The numbers of Covid-19 infections continue to soar. Two months ago, when this author talked about why slums could cause much of the pandemic, this was a surmise. But as the numbers keep mounting, there is no escaping the correlationship between the rise in coronavirus cases and slums (see chart).
First, consider some numbers that are not included in the chart. Across India, as on 20 June 2020, there were 395,690 confirmed cases of which recoveries stood at 213,964 and deaths at 12,955.
We have chosen not to take the net infection figures (total infections less recoveries) because that would be misleading.
Each person who is found confirmed implies treatment costs and financial losses as well. Those who have recovered have already paid this cost, either directly, or indirectly through taxes and foregone income. Moreover, there can be no price tag on deaths -- that number masks the pain, the incalculable loss, and the final confirmation of the tragedies unleashed on families and loved ones.
What makes these numbers doubly painful is the realization that many of these cases were a direct result of a deliberate attempt to create and encourage slums. This was a contribution of India’s elected representatives, in collusion with the bureaucracy, and sometimes the judiciary as well.
The judiciary is less guilty, because it did, time and again, ask for a cut-off-date beyond which slums would not get regularised. True, each time elected representatives gave the courts a solemn assurance of the cut-off date. And each time, repeatedly, legislators sought to ignore the cut-off date, going against their own assurances on oath to the courts.
When the courts frowned at such moves, and tried to block the elected representatives, the latter dared to pass ordinances and thus frustrate the moves of courts. The courts could have challenged these ordinances. There were enough judgments which held as illegal ordinances passed merely to frustrate earlier orders of the courts. One of the most significant was that passed by Justices Madan B Lokur and Deepak Gupta of the Supreme Court on 15 February 2018. It stated that legislators could not pass laws with retrospective effect to frustrate orders passed by courts. But there has been little attempt to penalise such legislators for contempt of court and holding such ordinances unconstitutional.
The courts have thus buckled under legislative pressure.
The legislators are interested in creating slums because that allows them to trounce a popular representative of the people by tinkering with the constituency’s demographics. Consequently, an existing population is ambushed by thousands of ‘outsiders’ who camp there and outnumber the existing locals. It is akin to casting bogus ballot papers in electoral boxes. Yet neither the courts nor the election commission have intervened.
Obviously, demographic tinkering in select constituencies is patently wrong, the squatting on public land is clearly illegal, and the regularization of these illegal dwellers is nothing but a whitewashing of such illegalities. The courts have quietly watched at all these illegalities taking place and and have done little to stop them.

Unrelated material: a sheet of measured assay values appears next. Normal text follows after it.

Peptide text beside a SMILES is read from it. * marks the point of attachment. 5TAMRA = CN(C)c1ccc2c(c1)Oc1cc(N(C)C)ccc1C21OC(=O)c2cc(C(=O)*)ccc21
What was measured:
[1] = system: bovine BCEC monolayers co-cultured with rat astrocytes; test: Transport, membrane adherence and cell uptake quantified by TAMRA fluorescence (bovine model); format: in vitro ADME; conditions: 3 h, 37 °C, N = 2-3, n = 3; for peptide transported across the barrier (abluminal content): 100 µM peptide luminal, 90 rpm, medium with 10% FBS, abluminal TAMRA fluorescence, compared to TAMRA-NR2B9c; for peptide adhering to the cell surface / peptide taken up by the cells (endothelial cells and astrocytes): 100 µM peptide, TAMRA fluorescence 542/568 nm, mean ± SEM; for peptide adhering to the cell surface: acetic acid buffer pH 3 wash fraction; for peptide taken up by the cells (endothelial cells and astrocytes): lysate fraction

Hence the courts too are guilty. Their silence has made the judiciary weaker, and the legislators even more powerful than they were earlier. Hitherto, they could be challenged by both courts and voters. But now they have learnt to ignore the courts; and silence existing voters by bringing in more people from outside to outnumber local populations. The legislators have bushwhacked democracy.
The costs show up
Today the real costs of such actions are being felt. Suddenly everyone realises that it is impossible to lockdown a slum, or practice social distancing there. Lives of common people, and even legislators, are at risk. And, finally, some of the most senseless decision are being cast aside by the Supreme Court.
It is time the courts now pull up legislators in slum infested cities – especially in states where slumdwellers are more than 5% (the national average) of the total population. Each of such states has cities where slums account for 25-50% of local populations.
It is time to stop legislators from first rigging vote-count (through illegally created votebanks), then stealing entitlements – remember slums account for ten nine times more the entitlements they should get, and eventually endangering both lives and the economy through pandemics. The theft of entitlements is evident from Census 2011 figures. Contrary to the average size of 5.3 persons per household for the country, slums in cities account for a household size of a mere 0.5. Effectively, each slumdweller belongs to two families (on paper) so additional entitlements could be stolen.
The encouragement to slums must stop immediately. The costs are now becoming unbearable.
The author is consulting editor with FPJ